MakeUseOf: How Google Uses Your Phone to Predict Traffic and Plan Trips

MakeUseOf: How Google Uses Your Phone to Predict Traffic and Plan Trips . “Phones work diligently to help us with our daily life, so much so that sometimes we don’t even know what data it’s sending back to servers around the world. For example, did you know that your phone can be used by Google Maps to help predict traffic jams on the road? Let’s explore how you’re helping Google without realizing it, and how to turn it off if you don’t like this feature.”

Washington Post: Smartphone data shows out-of-state visitors flocked to Georgia as restaurants and other businesses reopened

Washington Post: Smartphone data shows out-of-state visitors flocked to Georgia as restaurants and other businesses reopened. “One week after Georgia allowed dine-in restaurants, hair salons and other businesses to reopen, an additional 62,440 visitors arrived there daily, most from surrounding states where such businesses remained shuttered, according to an analysis of smartphone location data. Researchers at the University of Maryland say the data provides some of the first hard evidence that reopening some state economies ahead of others could potentially worsen and prolong the spread of the novel coronavirus. Any impetus to travel, public health experts say, increases the number of people coming into contact with each other and raises the risk of transmission.”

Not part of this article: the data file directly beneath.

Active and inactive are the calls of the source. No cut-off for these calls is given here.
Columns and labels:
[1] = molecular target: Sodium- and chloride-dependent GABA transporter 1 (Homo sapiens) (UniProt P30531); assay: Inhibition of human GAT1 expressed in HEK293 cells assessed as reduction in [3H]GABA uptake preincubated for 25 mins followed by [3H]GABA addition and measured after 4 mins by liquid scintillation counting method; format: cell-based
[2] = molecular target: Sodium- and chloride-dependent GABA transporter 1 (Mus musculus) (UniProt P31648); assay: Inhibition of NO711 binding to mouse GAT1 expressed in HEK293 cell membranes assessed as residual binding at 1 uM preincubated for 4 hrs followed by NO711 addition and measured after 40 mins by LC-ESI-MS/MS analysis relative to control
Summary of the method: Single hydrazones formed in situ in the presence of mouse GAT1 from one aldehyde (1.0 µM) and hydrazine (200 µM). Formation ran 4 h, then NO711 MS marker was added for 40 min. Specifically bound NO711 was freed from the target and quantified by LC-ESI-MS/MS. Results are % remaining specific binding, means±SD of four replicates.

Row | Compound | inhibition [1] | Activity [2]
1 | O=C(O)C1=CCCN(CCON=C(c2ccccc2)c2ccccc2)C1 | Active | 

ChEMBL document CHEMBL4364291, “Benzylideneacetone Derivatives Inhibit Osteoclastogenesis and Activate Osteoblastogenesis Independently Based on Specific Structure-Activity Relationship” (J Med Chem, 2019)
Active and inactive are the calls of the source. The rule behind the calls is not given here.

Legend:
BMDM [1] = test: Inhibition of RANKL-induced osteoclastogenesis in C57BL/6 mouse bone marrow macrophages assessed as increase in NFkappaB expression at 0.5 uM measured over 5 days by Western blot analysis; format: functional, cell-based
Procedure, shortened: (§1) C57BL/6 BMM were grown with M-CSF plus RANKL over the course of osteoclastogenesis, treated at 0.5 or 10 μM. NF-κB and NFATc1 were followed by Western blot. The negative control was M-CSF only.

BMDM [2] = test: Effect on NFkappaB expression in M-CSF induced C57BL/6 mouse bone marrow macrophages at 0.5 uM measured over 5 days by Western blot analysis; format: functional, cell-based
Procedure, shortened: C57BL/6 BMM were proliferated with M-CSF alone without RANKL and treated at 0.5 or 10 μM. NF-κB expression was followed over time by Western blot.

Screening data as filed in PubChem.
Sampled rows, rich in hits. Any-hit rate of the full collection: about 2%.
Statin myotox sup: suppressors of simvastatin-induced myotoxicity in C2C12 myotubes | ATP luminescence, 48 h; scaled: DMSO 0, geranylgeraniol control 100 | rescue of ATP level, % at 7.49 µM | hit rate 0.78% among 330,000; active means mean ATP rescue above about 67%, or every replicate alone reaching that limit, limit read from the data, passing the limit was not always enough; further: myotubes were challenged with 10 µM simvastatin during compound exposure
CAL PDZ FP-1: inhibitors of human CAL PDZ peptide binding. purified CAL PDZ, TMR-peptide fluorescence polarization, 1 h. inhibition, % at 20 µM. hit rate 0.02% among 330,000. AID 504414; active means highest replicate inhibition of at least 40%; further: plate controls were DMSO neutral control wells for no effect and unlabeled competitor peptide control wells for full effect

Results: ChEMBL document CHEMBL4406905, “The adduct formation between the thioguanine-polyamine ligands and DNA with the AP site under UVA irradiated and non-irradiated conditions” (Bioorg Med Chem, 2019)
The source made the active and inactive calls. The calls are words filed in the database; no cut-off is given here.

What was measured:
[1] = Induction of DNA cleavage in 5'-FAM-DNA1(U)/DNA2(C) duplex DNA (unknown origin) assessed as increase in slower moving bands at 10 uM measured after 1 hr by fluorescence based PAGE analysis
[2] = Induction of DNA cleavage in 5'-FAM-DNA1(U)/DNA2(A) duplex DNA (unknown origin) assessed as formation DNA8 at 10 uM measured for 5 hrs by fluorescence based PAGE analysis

Berkeley Haas: Open-source smartphone database offers a new tool for tracking coronavirus exposure

Berkeley Haas: Open-source smartphone database offers a new tool for tracking coronavirus exposure. “The Covid-19 Exposure Indices, created by Berkeley Haas Asst. Prof. Victor Couture and researchers from Yale, Princeton, the University of Chicago, and the University of Pennsylvania in collaboration with location data company PlaceIQ, is aimed at academic investigators studying the spread of the pandemic. The data sets allow researchers to visualize how people can potentially be exposed to those infected with the virus, based on cell-phone movements to and from businesses and other locations where a great deal of the exposure happens.”

EurekAlert: Bluetooth signals from your smartphone could automate COVID-19 contact tracing

EurekAlert: Bluetooth signals from your smartphone could automate COVID-19 contact tracing. “A team led by MIT researchers and including experts from many institutions is developing a system that augments ‘manual’ contact tracing by public health officials, while preserving the privacy of all individuals. The system relies on short-range Bluetooth signals emitted from people’s smartphones. These signals represent random strings of numbers, likened to ‘chirps’ that other nearby smartphones can remember hearing.”